on Iron Hill. On that day severe skirmishing took
  place between them and the Maryland and Delaware
  militia, near Coochs Bridge and the Baptist church
  on Iron Hill. In these skirmishes the Americans
  lost about forty men, the British somewhat less.
    Just after this fight the British burned Coochs
  mill, and indulged in many acts of wanton destruc-
  tion of property. ...

    The people of Cecil County, as before remarked,
  were generally loyal to the cause of their country.
  There were, however, a few exceptions; but no person
  of good standing in society, except Robert Alexander,
  is believed to have joined the enemy. He belonged to
  an aristocratic family that formerly owned a large
  tract of land at Elkton, lying between the hollow and
  the Far Creek, which he inherited from William
  Alexander, the third husband of Ariminta Alexander,
  who afterwards married George Catto, and who was one
  of the most aristocratic ladies that ever lived in
  the county. This man Alexander joined the British
  fleet when it was in Elk River, and went away with it
  and never returned. He left a wife and several
  children, who then and for many years afterwards
  resided in Elkton. ... Robert Alexander...is said to
  have prepared a fine entertainment for the British
  officers, and to have gone down the river to welcome
  them to the town, but while he was away upon that
  errand the Americans came to Elkton and the feast
  fell into their hands.
    Robert Alexander acted as agent for the Tories
  from the State of Maryland, who, in 1788, claimed
  compensation from the British Government for their
  confiscated property. [1]

    Washington wrote a letter, similar to the one noted in the 1779-09-01 entry above, to Colonel William Richardson, 5th Maryland Regiment, issuing the same orders, to march up from Davis Town. [2]

    The British had moved nearer Head of Elk. In a letter to Brigadier General Rodney, Washington said that for the moment, Rodney could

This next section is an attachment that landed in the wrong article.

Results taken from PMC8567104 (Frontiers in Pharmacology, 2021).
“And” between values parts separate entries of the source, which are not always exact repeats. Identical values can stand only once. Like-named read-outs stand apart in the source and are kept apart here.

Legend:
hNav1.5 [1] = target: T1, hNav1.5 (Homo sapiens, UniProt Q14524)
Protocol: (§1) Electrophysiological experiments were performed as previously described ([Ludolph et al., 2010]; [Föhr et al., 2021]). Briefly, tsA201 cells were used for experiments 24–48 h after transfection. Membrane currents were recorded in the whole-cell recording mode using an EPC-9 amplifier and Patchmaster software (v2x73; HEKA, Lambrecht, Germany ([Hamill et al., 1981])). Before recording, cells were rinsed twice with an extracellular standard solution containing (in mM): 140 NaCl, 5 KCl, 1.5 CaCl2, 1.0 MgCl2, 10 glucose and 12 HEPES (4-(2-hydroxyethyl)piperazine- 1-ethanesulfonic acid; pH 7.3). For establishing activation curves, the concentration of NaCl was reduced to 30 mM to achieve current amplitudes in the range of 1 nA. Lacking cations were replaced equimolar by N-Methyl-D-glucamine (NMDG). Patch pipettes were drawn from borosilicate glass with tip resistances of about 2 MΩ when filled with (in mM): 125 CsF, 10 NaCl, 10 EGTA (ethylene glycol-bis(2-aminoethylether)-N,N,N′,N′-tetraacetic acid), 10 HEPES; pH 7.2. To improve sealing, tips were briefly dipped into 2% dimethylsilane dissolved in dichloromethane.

do no more than keep scouts and patroles towards
  the Enemy to watch their motions, but as soon as
  you are joined by more force from this State by the 
  Militia of the Eastern Shore of Maryland, and by
  Richardson's Battalion, I would have you move as
  near the Enemy as you can with safety, that you may,
  if they move on towards Philadelphia, get between
  them and their Shipping and cut off their communi-
  cation with them or at least render it difficult.
  You will endeavour to check any parties that the
  Enemy may send out to collect Horses, Cattle or
  Forage; and give me intelligence of any occurrences
  that may come to your knowledge. [2]

Washington also desired to know if the British shipping had fallen down from Cecil Court House, and were out of sight. [2]

    Except the hardships incident to a state of war,
  which were greatly aggravated by the depreciation
  of the currency, ... there is little of interest to
  record in the history of the county in the interval
  between the years 1777 and 1781. During this period
  the inhabitants were often put to great inconvenience
  for want of salt and sugar, but were able to supply
  themselves with the fabrics used for clothing from
  their own manufactories, the old-fashioned spinning
  wheels and hand looms that were to be found in every
  thrifty farm-house, and had a surplus left to dispose
  of outside of the county. [1]

    The winter after the battle of Brandywine, the
  British occupied Philadelphia, and it is a well-
  established fact that some of the disaffected and
  mercenary citizens of the county, some of whom were
  indicted for the offense, were in the habit of
  smuggling provisions to them. ... The invasion of
  the county greatly demoralized the people. The new
  government was, at this time, only an experiment,
  and its ultimate success was doubtful; consequently
  the ill-disposed and lawless part of the citizens
  took advantage of the weakness of the civil
  authorities and did pretty much as they pleased.[1]



Johnston, George. History of Cecil County, Maryland. Elkton: published by the author, 1881 (pp. 322ff). Extracts transcribed by Alison Kilpatrick.


United States Government. George Washington Papers, 1741–1799. Library of Congress. Online at https://memory.loc.gov/ammem/gwhtml/gwhome.html (accessed 2015-12-09 to -17). Synopsis and extracts by Alison Kilpatrick.


United States Government.The George Washington Papers, 1741–1799: Time Line: The American Revolution. Library of Congress. Online at https://memory.loc.gov/ammem/gwhtml/1777.html (accessed 2015-12-17).

Please cite your sources.

Return to Head of Elk and the American Revolution index page.